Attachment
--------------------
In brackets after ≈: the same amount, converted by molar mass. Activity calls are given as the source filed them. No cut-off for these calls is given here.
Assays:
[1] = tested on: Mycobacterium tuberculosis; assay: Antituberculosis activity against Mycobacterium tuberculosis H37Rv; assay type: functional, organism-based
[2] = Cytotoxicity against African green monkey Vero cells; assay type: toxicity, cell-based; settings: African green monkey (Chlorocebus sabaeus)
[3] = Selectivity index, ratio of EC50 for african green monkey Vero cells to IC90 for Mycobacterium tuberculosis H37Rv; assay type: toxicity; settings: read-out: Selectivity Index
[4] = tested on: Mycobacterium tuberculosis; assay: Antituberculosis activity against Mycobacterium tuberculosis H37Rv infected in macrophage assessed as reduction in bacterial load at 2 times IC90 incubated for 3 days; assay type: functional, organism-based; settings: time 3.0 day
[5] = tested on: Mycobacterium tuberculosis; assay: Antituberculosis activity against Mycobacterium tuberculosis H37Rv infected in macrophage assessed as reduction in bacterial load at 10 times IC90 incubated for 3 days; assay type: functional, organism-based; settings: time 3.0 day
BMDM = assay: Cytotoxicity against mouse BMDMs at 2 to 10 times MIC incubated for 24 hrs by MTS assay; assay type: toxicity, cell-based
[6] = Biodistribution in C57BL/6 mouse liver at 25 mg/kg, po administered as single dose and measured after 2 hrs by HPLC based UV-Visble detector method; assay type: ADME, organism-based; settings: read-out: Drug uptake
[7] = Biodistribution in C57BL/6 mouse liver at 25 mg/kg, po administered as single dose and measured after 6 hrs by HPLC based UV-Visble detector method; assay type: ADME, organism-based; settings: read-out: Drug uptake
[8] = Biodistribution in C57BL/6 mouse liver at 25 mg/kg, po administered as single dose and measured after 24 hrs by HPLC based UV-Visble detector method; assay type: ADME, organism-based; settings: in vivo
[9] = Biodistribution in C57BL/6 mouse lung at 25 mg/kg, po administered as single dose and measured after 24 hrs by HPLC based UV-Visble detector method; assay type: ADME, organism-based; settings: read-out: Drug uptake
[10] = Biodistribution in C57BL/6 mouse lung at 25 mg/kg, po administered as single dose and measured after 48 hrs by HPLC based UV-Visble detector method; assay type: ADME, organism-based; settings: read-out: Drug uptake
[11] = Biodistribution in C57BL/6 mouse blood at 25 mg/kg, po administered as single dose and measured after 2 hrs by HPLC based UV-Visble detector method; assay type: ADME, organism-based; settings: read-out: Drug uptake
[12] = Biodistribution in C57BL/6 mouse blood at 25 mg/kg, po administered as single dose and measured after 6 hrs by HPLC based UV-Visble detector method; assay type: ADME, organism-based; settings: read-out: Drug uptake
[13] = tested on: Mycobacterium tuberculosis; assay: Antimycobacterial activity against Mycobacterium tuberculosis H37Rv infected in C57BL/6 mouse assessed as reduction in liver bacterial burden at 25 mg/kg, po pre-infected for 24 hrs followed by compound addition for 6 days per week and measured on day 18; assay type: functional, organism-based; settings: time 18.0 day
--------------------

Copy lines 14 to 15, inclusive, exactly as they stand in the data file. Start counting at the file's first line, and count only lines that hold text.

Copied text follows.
[11] = Biodistribution in C57BL/6 mouse blood at 25 mg/kg, po administered as single dose and measured after 2 hrs by HPLC based UV-Visble detector method; assay type: ADME, organism-based; settings: read-out: Drug uptake
[12] = Biodistribution in C57BL/6 mouse blood at 25 mg/kg, po administered as single dose and measured after 6 hrs by HPLC based UV-Visble detector method; assay type: ADME, organism-based; settings: read-out: Drug uptake